Ark Encounter Finally Agrees to Pay Controversial Safety Fee

The long local nightmare is over. After doing just about everything they could to get out of it — including nearly losing a tax rebate worth more than $18 million — Ken Ham and his merry band of Creationists have finally agreed to pay a safety fee to the city of Williamstown.

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The safety fee was never anything more than a $0.50-per-ticket surcharge, paid for by visitors, that funds police cars and fire trucks. The city needed that money because of all the additional people visiting Williamstown because of Ark Encounter. Even if visitors to the Ark were rarely in peril, you need those resources on hand in case of emergencies.

The surcharge only affected three ticket-taking attractions in the community, but since Ark Encounter draws the lion’s share of tourists, Ham was expected to give the most money back. Williamstown officials had budgeted for the Ark to cover about $700,000 out of the estimated $715,000 over the next year.

Initially, Ham said no. He offered a maximum of $350,000 as a compromise, but the city rejected it. They also rejected another offer of $500,000. That’s because neither offer would cover the cost of vehicles needed for all those additional tourists.

The city stuck to its guns. 50 cents per ticket. No cap.

Ham then tried to turn his for-profit Ark into a religious ministry just to avoid paying anything… and that move completely backfired. (Hey, it’s not the first time Creationists didn’t do the proper research.)

But that meant both sides were right back to where they started. The city needed the Ark to pay the safety fee. Ken Ham didn’t want to help the community despite using its resources.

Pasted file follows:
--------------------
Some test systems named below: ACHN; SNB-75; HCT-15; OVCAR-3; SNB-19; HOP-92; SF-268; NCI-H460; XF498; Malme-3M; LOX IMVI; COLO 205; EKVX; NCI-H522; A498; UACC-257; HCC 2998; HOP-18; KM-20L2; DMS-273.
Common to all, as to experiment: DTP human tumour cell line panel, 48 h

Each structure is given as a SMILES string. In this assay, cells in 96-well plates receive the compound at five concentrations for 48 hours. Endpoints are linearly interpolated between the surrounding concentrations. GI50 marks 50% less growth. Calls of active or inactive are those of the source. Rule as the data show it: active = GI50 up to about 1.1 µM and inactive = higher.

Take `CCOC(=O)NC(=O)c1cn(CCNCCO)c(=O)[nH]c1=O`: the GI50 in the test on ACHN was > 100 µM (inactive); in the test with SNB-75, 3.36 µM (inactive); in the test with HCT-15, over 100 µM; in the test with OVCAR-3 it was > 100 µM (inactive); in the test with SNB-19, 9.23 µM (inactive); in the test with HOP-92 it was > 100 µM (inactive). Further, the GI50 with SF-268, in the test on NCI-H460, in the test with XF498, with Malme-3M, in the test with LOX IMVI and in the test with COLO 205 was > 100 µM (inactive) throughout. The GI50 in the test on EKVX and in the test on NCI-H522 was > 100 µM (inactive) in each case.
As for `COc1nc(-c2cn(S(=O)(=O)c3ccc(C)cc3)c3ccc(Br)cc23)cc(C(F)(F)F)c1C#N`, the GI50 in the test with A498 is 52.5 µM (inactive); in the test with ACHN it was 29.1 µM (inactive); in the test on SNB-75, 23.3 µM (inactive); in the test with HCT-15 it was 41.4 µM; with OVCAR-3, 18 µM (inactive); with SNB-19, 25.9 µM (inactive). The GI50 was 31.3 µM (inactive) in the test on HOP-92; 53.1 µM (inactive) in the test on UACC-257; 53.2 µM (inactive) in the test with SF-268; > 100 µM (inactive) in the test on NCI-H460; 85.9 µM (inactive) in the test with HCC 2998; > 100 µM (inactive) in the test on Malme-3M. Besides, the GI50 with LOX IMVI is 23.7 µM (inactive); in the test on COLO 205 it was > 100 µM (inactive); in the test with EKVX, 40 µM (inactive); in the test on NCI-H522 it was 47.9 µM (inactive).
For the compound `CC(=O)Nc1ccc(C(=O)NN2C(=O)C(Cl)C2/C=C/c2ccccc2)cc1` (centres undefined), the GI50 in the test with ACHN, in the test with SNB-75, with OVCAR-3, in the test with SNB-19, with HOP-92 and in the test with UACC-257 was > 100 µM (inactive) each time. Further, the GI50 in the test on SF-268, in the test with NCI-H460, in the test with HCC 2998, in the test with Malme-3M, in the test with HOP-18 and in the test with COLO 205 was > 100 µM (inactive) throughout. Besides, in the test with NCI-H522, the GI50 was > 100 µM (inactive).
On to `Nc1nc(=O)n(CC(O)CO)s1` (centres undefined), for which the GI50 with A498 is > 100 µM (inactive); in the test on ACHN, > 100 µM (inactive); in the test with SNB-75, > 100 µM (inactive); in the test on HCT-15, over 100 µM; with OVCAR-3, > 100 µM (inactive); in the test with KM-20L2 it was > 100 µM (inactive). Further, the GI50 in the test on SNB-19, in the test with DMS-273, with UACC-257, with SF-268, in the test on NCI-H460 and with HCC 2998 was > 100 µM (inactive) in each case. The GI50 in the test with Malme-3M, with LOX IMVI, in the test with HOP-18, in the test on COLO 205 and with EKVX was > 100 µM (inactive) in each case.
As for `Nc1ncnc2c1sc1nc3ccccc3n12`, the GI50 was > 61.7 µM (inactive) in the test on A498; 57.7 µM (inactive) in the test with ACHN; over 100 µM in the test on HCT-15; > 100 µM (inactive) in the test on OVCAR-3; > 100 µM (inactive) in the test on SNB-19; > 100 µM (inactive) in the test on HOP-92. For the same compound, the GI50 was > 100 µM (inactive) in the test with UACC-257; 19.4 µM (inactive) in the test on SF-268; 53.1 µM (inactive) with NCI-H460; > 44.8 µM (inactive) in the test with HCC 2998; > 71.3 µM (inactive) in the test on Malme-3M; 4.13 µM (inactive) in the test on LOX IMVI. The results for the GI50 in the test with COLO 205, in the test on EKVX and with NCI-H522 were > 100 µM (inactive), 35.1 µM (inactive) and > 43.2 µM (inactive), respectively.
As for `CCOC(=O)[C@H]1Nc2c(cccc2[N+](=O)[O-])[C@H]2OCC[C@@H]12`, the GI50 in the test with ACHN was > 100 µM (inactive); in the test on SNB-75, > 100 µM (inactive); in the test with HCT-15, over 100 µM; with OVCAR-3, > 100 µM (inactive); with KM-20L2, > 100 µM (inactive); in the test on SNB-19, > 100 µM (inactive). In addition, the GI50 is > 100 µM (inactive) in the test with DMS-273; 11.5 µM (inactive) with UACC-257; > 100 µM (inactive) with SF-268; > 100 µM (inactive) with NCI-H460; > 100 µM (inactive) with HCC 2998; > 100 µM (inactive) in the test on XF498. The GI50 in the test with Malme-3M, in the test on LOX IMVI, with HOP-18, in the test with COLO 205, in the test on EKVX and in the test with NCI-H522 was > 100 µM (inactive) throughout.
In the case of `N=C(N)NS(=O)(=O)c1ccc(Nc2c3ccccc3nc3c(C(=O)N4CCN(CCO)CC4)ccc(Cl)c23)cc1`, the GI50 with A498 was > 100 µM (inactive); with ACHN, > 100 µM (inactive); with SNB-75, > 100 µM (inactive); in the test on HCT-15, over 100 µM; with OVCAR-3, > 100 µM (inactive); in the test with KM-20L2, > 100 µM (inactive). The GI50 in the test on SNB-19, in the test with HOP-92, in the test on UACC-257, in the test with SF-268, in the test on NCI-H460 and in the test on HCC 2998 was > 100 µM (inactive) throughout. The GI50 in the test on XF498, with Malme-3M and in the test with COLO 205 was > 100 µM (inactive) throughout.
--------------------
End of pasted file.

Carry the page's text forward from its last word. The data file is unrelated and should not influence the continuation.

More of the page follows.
The city has now won. Ham agreed to pay the fee, without a cap, in order to end this whole controversy.

Ham said that he sat down with Ark Encounter staff regarding the safety assessment fee, and that they collectively agreed that it would be best to just accept the terms of the ordinance, despite their objections over the wording, the lack of a cap and the way it places the bulk of the burden on the attraction.

“We’ve done the best we can … but we’ll just revert to the original situation and move on,” Ham said.

Williamstown Mayor Rick Skinner said he is glad to see the situation resolved, and that the two institutions were able to avoid a potential lawsuit, which several city council members feared would be the end result of the debate.

“I’m glad we could reach an agreement that benefits both the city and the Ark, and I think the safety assessment fee will do that,” Skinner said. “Both the Ark and the city are going to be around for a long time, so it’s important for us to find common ground on issues affecting the people of Williamstown.”

At the end of the day, this was a battle between parents and a baby. Ham threw a tantrum, his toys were all over the room, and everyone was exhausted… but the parents were finally able to put him down for a nap.

At least until the next time he cries.

(Thanks to Dan for the link)

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